The reason that I ask this is because even though preventive screenings are covered at 100% the exams that may be necessary afterward if a problem is found is not covered at 100% by insurance. Also, the issue of annual physicals and wellness visits has become a concern to some because of the fact that incidental findings may show up on these tests worrying people more than is necessary in a number cases.
        The reason that I ask this

        • T H

          First, let me say… Cost-effective and good medicine are not always synonymous.

          You’ve touched on part of the problem: preventive medical exams DO find problems. Screening exams are meant to find problems so they can be fixed; however, they also find things that may be abnormal but actually are not – called ‘False Positives.’ Docs don’t know that these are not problems until they get the same workup that the True Positives have. Same cost for no actual benefit – and risk to the patient because sometimes the follow-on testing is not benign.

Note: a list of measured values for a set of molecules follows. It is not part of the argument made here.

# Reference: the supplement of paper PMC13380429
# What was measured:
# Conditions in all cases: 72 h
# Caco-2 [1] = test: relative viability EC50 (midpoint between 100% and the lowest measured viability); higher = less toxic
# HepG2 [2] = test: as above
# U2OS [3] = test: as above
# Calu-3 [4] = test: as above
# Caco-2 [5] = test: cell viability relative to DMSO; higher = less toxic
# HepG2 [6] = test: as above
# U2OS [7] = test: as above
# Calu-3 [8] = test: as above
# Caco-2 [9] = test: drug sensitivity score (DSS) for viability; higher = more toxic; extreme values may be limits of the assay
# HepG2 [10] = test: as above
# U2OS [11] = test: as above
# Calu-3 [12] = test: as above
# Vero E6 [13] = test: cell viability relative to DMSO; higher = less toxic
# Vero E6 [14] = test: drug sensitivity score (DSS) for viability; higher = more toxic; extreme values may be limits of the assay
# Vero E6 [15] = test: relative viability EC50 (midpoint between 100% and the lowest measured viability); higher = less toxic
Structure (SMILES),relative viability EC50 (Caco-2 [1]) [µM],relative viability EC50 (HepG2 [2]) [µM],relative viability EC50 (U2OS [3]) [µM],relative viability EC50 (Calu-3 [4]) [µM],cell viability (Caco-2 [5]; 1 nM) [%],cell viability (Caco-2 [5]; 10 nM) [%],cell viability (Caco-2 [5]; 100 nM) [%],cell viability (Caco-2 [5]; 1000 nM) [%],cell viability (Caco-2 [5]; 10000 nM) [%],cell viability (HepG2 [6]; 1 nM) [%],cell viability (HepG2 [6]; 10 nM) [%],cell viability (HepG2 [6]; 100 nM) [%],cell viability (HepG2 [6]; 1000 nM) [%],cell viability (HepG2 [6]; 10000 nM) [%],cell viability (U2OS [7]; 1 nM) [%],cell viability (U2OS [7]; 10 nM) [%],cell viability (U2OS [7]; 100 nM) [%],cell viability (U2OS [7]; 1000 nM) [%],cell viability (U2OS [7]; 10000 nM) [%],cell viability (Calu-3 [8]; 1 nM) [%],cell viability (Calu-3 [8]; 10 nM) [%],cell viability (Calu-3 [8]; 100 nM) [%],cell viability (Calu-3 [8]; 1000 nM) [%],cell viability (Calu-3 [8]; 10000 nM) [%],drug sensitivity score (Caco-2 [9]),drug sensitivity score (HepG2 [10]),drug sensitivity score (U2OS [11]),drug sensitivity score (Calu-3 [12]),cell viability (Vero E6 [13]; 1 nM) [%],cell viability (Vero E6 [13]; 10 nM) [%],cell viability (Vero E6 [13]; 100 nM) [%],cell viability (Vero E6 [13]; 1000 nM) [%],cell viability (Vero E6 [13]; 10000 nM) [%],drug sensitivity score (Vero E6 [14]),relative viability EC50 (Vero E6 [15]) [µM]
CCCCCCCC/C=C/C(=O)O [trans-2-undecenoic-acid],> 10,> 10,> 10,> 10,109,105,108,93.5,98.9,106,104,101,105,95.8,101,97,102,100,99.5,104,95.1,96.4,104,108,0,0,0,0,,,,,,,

Another part of the problem is that preventive medicine doesn’t get a lot of research dollars because there is little profit motive in it. Where there is profit motive – vaccines, for example – they are sufficiently expensive that many insurance companies don’t cover the entire cost to the physician – so doctors’ offices don’t offer them anymore.

          Yet another issue: if we get better/good at preventive medicine, specialists will have less work. Less work = less $$. Sure, they say that they’d love to work less, but if it affects their bottom line, they complain.